Independent workers are prepared to move overseas when IR35 changes arrive, despite restrictions that Brexit might bring
There aren’t many people in the UK who think that working and living in Europe post-Brexit will be as easy as it has been in recent years. Anyone considering a career outside the UK faces a lot of unknowns and would think twice about doing it, you might assume.
Not so it seems, according to contractors recently surveyed by Qdos. The majority don’t sound deterred by the potential fallout from Brexit. They feel so strongly about the negative impact of recent and incoming IR35 reform on their earnings that many are considering moving overseas to continue working independently.
Prior to the Chancellor confirming further IR35 changes in the Budget, 58% of more than 1100 UK contractors said they believe better opportunities exist abroad due to the chaos and uncertainty surrounding the legislation – it’s fair to conclude the damaging effects of public sector changes in 2017 will have influenced this attitude.
Apprehension about Brexit (which only 11% of contractors believe will end in a beneficial deal for UK business) and what could result in a frostier relationship across the English Channel might not stop independent workers either. That so many contractors could move to escape what they see as a misguided tax regime tells us a lot about the current mood of hostility towards IR35 changes.
Independent workers have sent a powerful message to the Government; ‘if you won’t look after us, then we’ll live and work somewhere else’. But is this surprising? It shouldn’t be, after years of neglect from an administration that promises to support the independent workforce but has ultimately let it down.
Of the contractors thinking about leaving the UK, 57% said they would do so when IR35 reform is enforced in the private sector. 12% would remain on these shores until they are caught by IR35 (assuming that happens), 19% would head abroad in under a year, while a further 12% see themselves going in twelve months or more.
By the looks of it, this isn’t an empty threat or bravado either. One contractor, who asked to remain anonymous, believes it’s the sensible thing to do. And he hasn’t much sympathy for HMRC, suggesting the taxman only has himself to blame.
“Without a shadow of a doubt, if IR35 starts to impact my bottom line, I will be taking flight and relocating my business. The upshot is the taxman could end up losing far more than he thinks he could gain.”
In the current economic climate, the Government would be wise to start listening to contractors. The UK needs their contribution more than ever. Just recently, economists predicted that Theresa May’s Brexit deal will see the UK take a 4% hit to GDP in the long term.
Private sector companies should also take this seriously because just like the Government and the public sector, they rely on the flexibility and expertise of the independent workforce. When reform is introduced in 2020, these businesses must be able to show contractors they are capable of administering IR35 fairly and accurately. Anything less will drive these workers away.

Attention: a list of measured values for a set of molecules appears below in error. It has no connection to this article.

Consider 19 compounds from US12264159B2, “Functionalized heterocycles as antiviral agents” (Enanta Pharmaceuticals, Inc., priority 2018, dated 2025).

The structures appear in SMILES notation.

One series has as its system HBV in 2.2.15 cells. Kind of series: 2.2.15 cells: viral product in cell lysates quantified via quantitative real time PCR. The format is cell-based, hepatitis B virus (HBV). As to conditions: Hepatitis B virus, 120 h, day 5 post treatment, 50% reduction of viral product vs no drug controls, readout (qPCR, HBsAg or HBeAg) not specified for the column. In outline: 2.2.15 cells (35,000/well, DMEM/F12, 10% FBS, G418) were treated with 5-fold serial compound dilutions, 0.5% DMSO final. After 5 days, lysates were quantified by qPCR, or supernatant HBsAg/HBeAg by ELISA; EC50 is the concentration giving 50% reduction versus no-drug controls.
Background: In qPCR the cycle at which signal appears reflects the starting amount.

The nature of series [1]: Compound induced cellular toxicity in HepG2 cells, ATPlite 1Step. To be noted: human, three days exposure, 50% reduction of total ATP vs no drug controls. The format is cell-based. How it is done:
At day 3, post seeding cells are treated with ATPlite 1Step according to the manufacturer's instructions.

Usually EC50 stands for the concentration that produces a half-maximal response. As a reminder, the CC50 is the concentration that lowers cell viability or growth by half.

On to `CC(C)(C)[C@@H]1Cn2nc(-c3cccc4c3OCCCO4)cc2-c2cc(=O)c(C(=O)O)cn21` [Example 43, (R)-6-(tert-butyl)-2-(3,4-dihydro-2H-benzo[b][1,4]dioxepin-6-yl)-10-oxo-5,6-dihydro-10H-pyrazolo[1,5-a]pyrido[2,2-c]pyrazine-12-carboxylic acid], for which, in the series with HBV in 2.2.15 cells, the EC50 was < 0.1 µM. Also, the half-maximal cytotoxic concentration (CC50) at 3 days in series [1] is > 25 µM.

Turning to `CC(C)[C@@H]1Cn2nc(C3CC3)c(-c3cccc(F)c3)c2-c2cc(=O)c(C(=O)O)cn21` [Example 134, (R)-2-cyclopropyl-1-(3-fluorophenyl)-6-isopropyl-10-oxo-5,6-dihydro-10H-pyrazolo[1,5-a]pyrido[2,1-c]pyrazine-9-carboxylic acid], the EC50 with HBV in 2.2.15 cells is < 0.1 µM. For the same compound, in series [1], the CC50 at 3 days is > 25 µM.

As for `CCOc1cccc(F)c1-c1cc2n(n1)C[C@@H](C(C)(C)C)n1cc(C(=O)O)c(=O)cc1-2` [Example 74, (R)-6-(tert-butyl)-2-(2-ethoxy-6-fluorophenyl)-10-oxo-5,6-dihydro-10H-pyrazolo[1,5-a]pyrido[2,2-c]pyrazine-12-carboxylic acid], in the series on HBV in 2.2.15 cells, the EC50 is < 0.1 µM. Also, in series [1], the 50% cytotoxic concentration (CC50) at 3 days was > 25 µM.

It doesn’t sound like contractors will wait around. According to this particular individual, who already has an offer on the table, the opportunities abroad will remain irrespective of the final Brexit agreement.
“I’ve had offers to go and work in Stuttgart. A lot of the real estate has been leased by British banks and financial institutions hedging their bets against a bad Brexit. So there is a growing demand on the continent for IT contractors who are native English speakers.”
This sentiment is echoed by Reuters, that reports financial institutions have and will continue to engineer moves away from the UK.
“Brexit will slowly undermine London’s position. Global banks have already reorganised some operations ahead of Britain’s departure from the European Union, due on March 29.”
From the survey, it looks as though contractors are prepared to move with them. Although, when the UK’s transition period out of the EU is over at the end of 2020 and freedom of movement potentially stops, it remains to be seen how this will work in practice. Visa-free travel for business purposes has been discussed, but as is the case with the Brexit deal itself, nothing is set in stone.
However, independent workers are readying themselves nonetheless, explains this contractor, who has run out of patience;
“The whole thing (IR35) is an utter shambles from an IT contractor’s perspective. We are expecting that we will be taxed like employees but can’t enjoy any of the benefits of permanent employment. It will be bon voyage from me and I know there are a lot of other guys who are seriously looking into this.”